For 36 years Alex Trebek hosted the iconic gameshow Jeopardy!, entertaining viewers and challenging contestants until he died Nov. 8, 2020 after battling pancreatic cancer for over a year.
Although his passing is heartbreaking, he leaves behind a legacy of fun and laughter. Between interacting with the audience during breaks, joking with contestants and hosting, Trebek’s hands were full in every episode. Former contestants say he was professional while still having a lot of fun with it. Fans and former contestants alike remember him as being lively and a one-of-a-kind entertainer.
Former contestant Adam Hoskins was saddened by his passing but remembers his time on the show fondly. “(The most memorable thing) was being able to observe him in his element,” Hoskins says. “He was definitely born to do that job.”
Hoskins, a Columbia native, is a long-time fan of the show and had made it a goal for himself to make it onto the show. After a couple of years of trying, he landed a spot on the show; his episode aired in January of 2016.
Getting onto Jeopardy! Is no easy task. Only after an online test, in-person audition and filmed mock show do contestants know whether they’re in or out. After that, contestants endure 12-hour days where they film multiple episodes per day.
Hoskins made it to the third day of filming – he lasted 12 episodes – before his time there ended. Although he hasn’t watched his episode since it originally aired, he still cherishes the memories. “I remember watching as a young kid,” he says. “He’s been the Stallworth figure for the show this whole time. It’s been remarkably consistent over the last 30 years.”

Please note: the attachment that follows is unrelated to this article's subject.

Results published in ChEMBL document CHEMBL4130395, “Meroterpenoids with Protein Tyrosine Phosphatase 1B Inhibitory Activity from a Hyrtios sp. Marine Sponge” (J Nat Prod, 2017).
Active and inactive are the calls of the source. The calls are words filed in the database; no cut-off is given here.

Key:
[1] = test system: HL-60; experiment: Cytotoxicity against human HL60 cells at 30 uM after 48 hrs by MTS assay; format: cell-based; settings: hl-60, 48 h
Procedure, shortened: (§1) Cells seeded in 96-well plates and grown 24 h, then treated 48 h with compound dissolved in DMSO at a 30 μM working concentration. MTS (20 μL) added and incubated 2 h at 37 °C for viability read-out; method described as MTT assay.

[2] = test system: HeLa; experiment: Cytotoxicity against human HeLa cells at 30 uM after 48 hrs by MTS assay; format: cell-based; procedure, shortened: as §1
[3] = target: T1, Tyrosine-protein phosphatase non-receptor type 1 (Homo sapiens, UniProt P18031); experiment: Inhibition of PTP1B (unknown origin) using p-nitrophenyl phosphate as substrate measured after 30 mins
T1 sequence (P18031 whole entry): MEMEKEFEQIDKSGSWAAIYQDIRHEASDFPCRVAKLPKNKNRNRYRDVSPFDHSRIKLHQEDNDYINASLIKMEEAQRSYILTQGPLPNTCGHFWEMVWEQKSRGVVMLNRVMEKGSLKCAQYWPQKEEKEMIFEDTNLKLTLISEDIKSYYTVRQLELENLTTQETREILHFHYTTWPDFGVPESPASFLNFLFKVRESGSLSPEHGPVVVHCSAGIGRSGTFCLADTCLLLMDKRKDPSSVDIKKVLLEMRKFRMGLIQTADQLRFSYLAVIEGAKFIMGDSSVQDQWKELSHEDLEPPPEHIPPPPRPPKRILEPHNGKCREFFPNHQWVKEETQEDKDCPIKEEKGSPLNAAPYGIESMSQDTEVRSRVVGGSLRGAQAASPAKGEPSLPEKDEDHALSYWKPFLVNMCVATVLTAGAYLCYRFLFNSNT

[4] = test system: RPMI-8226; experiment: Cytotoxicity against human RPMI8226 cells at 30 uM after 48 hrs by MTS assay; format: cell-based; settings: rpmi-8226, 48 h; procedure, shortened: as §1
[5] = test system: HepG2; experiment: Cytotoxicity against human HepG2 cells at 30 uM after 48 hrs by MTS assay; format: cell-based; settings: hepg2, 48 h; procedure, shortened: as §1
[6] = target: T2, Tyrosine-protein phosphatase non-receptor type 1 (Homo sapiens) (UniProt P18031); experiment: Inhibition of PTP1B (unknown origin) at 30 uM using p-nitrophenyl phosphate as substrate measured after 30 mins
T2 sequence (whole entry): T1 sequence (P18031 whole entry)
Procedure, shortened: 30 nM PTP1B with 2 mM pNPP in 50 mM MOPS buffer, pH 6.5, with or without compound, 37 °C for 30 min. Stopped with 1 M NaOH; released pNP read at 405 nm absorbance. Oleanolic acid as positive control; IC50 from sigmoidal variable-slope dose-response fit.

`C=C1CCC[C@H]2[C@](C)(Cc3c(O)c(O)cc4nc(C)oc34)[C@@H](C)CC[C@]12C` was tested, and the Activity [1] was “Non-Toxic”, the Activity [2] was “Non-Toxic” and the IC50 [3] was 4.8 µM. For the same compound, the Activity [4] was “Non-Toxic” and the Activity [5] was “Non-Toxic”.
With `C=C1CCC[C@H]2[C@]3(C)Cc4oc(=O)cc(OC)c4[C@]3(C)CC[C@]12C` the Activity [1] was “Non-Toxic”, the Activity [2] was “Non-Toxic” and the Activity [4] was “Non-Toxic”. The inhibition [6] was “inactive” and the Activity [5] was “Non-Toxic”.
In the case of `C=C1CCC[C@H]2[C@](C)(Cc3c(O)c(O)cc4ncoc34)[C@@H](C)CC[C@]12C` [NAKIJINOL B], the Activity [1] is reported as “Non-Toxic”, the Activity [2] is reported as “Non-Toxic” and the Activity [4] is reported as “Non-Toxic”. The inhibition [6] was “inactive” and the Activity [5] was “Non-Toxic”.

Columbia resident Lisa Fritsche got a chance at the ultimate jackpot 2008 when she was a contestant on the show. After many suggestions and encouragements from her friends, Fritsche took the online test and ended up on the show; she even made it into final jeopardy. Fritsche is grateful for her time on the show, though Trebek did poke fun at her Jeopardy! themed watch. “(The watch) plays the theme song and it goes on forever,” she says. “I’m sure he was like ‘You have five seconds, not 25 seconds.’”
One of the most memorable moments for her was getting to have a watch party with her friends. “I wasn’t a big winner, but I can’t imagine it being any more fun,” she says.
Others, such as MU student Abigail Ruhman, are now realizing Trebek’s impact on them. “I don’t know what it was, but my chest hurt for a second,” Ruhman says about finding out about Trebek had died. “He was such a big part of my life that I didn’t even think about. He was attached to something that I looked forward to every day.”
Ruhman started watching Jeopardy! after school as a kid. She would watch with her friends, especially during quarantine, and would find herself trying to answer along with contestants. “It’s almost like a competition, like I’m going to beat the contestant, but you’re really just sitting at home,” she says.
For Hoskins, Fritsche, Ruhman and fans everywhere, there is a resounding agreement that it’s the end of an era. It’s hard to imagine what the show would even look like without Trebek. He gave the show its iconic personality, and it’s clear he touched the lives of many people.